On the 18 May 2017 the Office for Nuclear Regulation (ONR) undertook an intervention on the Sellafield site to inspect Sellafield Limited’s (SL) readiness to implement pressurised inerting on the Magnox Swarf Storage Silo (MSSS).
The purpose of the intervention was to inspect SL’s implementation of its Licence Condition (LC) 22 arrangements for this project and gain assurance that for the proposed modification, SL is in a state of readiness to safely commence project implementation. The findings of the intervention will be used to inform the regulatory decision on SL’s request for ONR’s agreement to commence the modification.
MSSS is a legacy facility on the Sellafield site that was built in the 1960’s for the underwater storage of fuel cladding arising from decanning of Magnox fuel elements. The facility comprises 22 vertical concrete silos, partially below ground level, that were in active use between 1964 and 1991. The ageing silo compartments contain a large inventory of radioactive waste (a mixture of intermediate level solid and liquid waste and miscellaneous beta gamma waste).
The underwater storage of radioactive waste within MSSS gives rise to the continuous chronic generation of hydrogen, primarily due to Magnox metal corrosion and requires continuous management and control to avoid build-ups that could lead to an explosion. This is normally managed by active ventilation, with quiescent passive ventilation available in the event of failure of the active systems. However, excursions of significantly elevated hydrogen generation have occurred historically and given rise to high peak compartment hydrogen generation rates. The last such excursion was in 1980 and although SL predicts that an occurrence is unlikely, it cannot be entirely ruled out.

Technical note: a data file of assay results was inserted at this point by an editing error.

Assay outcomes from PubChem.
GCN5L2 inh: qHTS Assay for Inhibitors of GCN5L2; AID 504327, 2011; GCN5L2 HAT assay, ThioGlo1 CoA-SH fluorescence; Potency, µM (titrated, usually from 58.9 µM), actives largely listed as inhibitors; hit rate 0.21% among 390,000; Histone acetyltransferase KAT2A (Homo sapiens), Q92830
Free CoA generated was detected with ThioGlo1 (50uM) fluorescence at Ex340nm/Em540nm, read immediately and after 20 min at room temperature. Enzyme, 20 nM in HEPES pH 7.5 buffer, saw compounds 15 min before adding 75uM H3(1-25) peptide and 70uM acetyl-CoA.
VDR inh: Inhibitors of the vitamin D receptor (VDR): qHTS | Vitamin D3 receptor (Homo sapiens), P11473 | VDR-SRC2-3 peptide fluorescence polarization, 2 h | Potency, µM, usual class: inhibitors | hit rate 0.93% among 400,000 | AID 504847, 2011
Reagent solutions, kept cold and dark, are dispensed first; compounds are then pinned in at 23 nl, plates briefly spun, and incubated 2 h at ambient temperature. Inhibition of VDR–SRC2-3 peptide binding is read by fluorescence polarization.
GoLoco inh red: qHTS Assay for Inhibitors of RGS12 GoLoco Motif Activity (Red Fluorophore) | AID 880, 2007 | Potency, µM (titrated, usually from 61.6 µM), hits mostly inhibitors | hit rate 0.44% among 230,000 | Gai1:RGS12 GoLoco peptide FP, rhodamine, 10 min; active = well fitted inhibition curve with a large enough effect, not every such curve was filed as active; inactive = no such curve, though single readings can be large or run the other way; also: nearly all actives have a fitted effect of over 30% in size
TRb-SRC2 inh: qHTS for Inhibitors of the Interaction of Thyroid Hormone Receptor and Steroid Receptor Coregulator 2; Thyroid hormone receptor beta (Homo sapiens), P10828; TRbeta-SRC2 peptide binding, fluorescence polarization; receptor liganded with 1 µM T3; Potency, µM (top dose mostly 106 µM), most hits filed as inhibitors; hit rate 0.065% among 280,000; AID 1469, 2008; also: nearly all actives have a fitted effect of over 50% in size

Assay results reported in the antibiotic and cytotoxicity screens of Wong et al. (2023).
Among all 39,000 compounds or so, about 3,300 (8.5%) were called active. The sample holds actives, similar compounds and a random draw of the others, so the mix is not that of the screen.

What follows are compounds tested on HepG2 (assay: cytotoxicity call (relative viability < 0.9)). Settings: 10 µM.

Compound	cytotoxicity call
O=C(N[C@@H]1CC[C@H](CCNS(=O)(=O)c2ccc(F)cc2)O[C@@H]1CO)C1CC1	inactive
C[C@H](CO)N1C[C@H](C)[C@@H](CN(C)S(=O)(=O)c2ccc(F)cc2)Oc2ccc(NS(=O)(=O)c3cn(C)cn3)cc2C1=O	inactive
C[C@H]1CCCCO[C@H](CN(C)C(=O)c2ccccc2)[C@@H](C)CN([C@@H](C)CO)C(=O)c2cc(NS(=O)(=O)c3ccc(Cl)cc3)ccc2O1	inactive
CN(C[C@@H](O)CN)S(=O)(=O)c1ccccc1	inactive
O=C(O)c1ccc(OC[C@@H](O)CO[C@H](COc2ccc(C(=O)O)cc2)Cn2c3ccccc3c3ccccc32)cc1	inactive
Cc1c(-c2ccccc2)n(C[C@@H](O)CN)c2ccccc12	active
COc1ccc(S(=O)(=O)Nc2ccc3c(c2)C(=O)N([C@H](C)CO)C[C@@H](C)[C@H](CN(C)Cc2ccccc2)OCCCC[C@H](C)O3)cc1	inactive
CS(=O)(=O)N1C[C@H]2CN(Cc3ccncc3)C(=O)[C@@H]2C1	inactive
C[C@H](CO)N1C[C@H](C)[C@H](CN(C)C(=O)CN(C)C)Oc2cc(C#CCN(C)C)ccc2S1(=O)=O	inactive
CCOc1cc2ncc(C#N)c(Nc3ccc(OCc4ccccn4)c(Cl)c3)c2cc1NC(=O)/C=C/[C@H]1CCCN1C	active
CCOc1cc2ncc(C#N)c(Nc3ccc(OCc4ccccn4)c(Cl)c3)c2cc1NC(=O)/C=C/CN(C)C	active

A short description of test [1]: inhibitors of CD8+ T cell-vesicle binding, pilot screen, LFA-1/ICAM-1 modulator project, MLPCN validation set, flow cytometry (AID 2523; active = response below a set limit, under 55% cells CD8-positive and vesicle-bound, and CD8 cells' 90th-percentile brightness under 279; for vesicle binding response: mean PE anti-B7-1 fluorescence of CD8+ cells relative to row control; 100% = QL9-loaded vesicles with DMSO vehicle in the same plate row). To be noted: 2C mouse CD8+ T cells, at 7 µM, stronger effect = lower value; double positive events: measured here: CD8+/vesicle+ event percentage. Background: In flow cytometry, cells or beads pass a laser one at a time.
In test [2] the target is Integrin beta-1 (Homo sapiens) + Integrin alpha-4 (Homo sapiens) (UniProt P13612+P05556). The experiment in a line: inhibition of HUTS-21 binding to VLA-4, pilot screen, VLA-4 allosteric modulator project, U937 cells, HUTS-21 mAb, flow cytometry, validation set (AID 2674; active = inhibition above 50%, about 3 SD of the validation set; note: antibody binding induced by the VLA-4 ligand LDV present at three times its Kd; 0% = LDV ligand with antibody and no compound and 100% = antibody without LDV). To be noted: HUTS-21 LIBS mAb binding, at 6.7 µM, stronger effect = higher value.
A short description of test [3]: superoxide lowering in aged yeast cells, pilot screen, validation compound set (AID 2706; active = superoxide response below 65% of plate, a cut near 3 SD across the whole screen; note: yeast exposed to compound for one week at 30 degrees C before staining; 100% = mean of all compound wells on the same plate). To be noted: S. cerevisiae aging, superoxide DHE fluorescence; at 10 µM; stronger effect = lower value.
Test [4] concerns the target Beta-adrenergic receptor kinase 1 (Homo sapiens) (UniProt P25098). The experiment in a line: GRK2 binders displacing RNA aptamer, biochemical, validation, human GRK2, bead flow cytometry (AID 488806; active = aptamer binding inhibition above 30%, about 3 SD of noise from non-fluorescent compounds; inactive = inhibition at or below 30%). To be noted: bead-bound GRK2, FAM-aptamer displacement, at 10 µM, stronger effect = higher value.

Following an optioneering study, SL has chosen to implement pressurised inerting as its primary hazard management strategy in the event of a future excursion.
The scope of this intervention was to inspect MSSS from a plant, processes and people perspective and assess the licensee’s readiness to safely commence the proposed modification. The readiness inspection was undertaken against LC 22 ‘Modification or experiment on existing plant’, which requires the licensee to make and implement adequate arrangements to control any modification or experiment carried out on any part of the existing plant or processes which may affect safety.
The inspection comprised desktop-based discussions and facility inspection. It was undertaken against LC 22 in accordance with ONR guidance Technical Inspection Guide (TIG) NS-INSP-GD-022, LC22: Modification or experiment on existing plant, Revision 3, December 2014.
N/A – This was not a safety system inspection.
Based on the evidence sampled during this intervention, we have judged SL’s implementation of its LC 22 arrangements as Green.
With respect to ONR’s TIG NS-INSP-GD-022, SL demonstrated:
The modification is under the control of plant management and being managed in accordance with the established arrangements. This was evidenced by reviewing the proposed modification with the emergency operating instructions and discussion of training outcomes with duly authorised persons and the pressurised inerting subject matter expert. We also gained evidence that the procedural controls for plant modifications had been recorded on the plant modification proposal.